The hat is from 2006 and the ticket holder is from 2018.

Then, I applied an effect to make it seem like I was outside in the sun:

The third step was to combine the image with a shot of Winged Foot I found on Google:

I used the magic wand tool to highlight the wall so I could delete it, leaving only myself. Then, I copied and pasted what was left over the Winged Foot image. After initially placing myself in the center of the image, I cropped it down and re-centered myself. This is the end result:

For publicity’s sake, I made sure to note it was a “fake photo.” I posted to Facebook upon completion on the 10th and to Instagram on the morning of the 19th:

Fall conditions were in effect in the area, which meant I’d have a jacket on if I was truly in person, as I did last year at the PGA:

I watched all four rounds of the U.S. Open on TV like everyone else, but not on FS1 and Fox. The rescheduling put Fox in a bind as they were committed to college football on Saturday and the NFL on Sunday. The only solution was to relinquish their USGA rights back to NBC Sports, which they did on June 29. Starting this year, Thursdays and Fridays would be seen on Golf Channel with weekend coverage on NBC. This also meant the previous U.S. Open theme, “In Celebration of Man” by Yanni (pardon the audio quality), made its return. (A bagpipe-infused version was made for Open Championship coverage, as heard in 2016.)

At the end of 72 holes, Bryson DeChambeau was the 120th United States Open champion. He was the only player to shoot under par in the final round and the only player under par for the championship. Bryson joined Jack Nicklaus and Tiger Woods among players to win an NCAA individual title, the U.S. Amateur, and the U.S. Open. It was his first career major victory and I was very glad for him.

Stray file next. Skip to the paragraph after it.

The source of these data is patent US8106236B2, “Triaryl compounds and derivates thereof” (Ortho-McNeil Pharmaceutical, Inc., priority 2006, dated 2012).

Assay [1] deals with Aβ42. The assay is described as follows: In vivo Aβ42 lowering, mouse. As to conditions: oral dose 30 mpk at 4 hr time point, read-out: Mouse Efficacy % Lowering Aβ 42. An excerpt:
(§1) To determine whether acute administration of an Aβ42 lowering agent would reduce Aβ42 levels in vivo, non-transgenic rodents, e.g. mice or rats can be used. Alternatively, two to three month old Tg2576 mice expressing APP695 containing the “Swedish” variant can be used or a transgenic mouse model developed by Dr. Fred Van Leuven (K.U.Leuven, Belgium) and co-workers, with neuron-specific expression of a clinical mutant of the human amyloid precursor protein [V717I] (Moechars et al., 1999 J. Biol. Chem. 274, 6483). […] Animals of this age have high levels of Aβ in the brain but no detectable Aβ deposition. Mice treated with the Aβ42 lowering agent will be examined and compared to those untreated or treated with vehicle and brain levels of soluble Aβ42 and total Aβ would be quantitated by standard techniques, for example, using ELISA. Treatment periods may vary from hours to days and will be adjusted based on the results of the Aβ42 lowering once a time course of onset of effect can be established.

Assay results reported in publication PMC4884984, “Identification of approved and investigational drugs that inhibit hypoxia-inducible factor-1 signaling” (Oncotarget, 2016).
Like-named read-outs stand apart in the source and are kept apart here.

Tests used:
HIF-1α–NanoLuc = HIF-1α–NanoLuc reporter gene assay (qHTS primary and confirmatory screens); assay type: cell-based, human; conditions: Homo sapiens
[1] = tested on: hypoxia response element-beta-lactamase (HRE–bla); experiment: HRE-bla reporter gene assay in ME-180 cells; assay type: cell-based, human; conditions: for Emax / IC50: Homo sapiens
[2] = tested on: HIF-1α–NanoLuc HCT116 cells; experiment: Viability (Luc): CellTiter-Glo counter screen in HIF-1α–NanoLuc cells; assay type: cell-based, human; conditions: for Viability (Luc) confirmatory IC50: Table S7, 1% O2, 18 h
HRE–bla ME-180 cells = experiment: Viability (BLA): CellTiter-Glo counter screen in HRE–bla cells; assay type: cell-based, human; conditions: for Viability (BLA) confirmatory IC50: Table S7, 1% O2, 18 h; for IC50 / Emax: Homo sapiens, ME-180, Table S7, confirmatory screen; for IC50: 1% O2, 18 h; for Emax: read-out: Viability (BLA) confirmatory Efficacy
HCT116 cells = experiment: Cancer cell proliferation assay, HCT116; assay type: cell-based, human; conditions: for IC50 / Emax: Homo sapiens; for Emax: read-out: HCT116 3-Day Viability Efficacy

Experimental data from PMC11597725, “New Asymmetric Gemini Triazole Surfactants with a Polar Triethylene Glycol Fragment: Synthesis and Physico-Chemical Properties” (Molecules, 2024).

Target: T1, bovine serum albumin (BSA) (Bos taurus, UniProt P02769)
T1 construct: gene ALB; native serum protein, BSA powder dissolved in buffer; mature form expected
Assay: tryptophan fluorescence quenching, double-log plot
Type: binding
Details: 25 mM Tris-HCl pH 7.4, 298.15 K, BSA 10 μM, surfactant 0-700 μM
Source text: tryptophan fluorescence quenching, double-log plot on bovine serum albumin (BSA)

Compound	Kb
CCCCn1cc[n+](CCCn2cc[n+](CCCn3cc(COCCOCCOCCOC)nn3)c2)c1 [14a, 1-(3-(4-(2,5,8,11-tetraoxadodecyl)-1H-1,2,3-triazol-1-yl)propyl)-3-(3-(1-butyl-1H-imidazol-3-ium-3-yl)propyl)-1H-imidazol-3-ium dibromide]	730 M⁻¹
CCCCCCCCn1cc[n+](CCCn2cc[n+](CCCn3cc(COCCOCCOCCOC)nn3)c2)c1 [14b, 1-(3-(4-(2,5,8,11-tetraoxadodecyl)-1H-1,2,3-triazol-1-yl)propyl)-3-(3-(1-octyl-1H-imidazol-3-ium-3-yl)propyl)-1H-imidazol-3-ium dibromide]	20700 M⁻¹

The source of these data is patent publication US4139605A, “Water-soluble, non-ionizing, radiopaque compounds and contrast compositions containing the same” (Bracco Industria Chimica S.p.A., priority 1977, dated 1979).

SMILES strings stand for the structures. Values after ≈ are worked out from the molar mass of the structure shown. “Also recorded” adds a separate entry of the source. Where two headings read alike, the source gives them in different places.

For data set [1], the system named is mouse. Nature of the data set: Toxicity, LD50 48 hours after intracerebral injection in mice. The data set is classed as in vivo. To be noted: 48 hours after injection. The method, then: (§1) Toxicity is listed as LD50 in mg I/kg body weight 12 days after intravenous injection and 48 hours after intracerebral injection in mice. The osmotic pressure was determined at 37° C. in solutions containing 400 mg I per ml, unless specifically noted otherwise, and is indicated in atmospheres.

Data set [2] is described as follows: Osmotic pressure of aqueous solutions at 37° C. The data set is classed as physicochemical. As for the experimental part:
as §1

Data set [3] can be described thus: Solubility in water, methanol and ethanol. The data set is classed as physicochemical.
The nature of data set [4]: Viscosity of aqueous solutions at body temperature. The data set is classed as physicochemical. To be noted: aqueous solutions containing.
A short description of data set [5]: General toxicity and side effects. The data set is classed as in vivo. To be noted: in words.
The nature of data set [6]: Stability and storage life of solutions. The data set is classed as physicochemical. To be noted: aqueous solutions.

The end result motivated me to include the polo shirt in my regular rotation, just as I do with shirts for most of the other tournaments I’ve attended.

The next major to be held in the New York metropolitan area comes in May 2022 when the PGA Championship is held at Trump National Golf Club Bedminster in New Jersey. I hope the world is post-pandemic by then so I can be there in person. (Other future sites can be found here.)

I’ll leave you with video and additional articles related to the final round of the 120th U.S. Open.

VIDEO:
John Pak finishes as low amateur
Final round top shots
Final round extended highlights
Bryson DeChambeau, every televised shot
2020 U.S. Open top shots
Every televised shot from DeChambeau’s victory (all rounds)
Trophy presentation
Press conference
Bryson with Todd Lewis on Live from the U.S. Open
Bryson with Todd Lewis on Morning Drive

ARTICLES:
Will Gray, Golf Channel: Bryson DeChambeau cruises to U.S. Open win for first major title
Michael Bamberger, Golf.com: Victory & Validation: Bryson DeChambeau won the U.S. Open on his own terms
Mike Dougherty, Rockland/Westchester Journal News: Bryson DeChambeau vindicated after dominant finish at Winged Foot
Bill Pennington, The New York Times: Bryson DeChambeau wins U.S. Open his way: in commanding fashion
Mark Cannizaro, New York Post: Bryson DeChambeau runs away with U.S. Open for first major title
Greg Logan, Newsday: Bryson DeChambeau powers his way to his first major at Winged Foot

Instrumental Invasion, 9/16/20 September 17, 2020

Posted by Mike C. in Airchecks, Audio, Comedy, Film, Internet, Jazz, Media, Music, Personal, Radio, TV, Video, Video Games.
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The September 16, 2020, Instrumental Invasion on WCWP is the 25th show overall. It was recorded over two days: the first hour on August 21 and the second on the 22nd.

The playlist was created on August 18 and annotated on the 19th, with additional annotations during each recording session.

I finished recording in the nick of time. After the last talk break, the landscaping crew for the two houses directly behind my bedroom began running their leaf blowers.

I had to work in “Working Girl March” by Dave Grusin from the Tootsie soundtrack, which I bought immediately after watching the film on Netflix a week before recording. The version on the soundtrack is not the cue used in the film.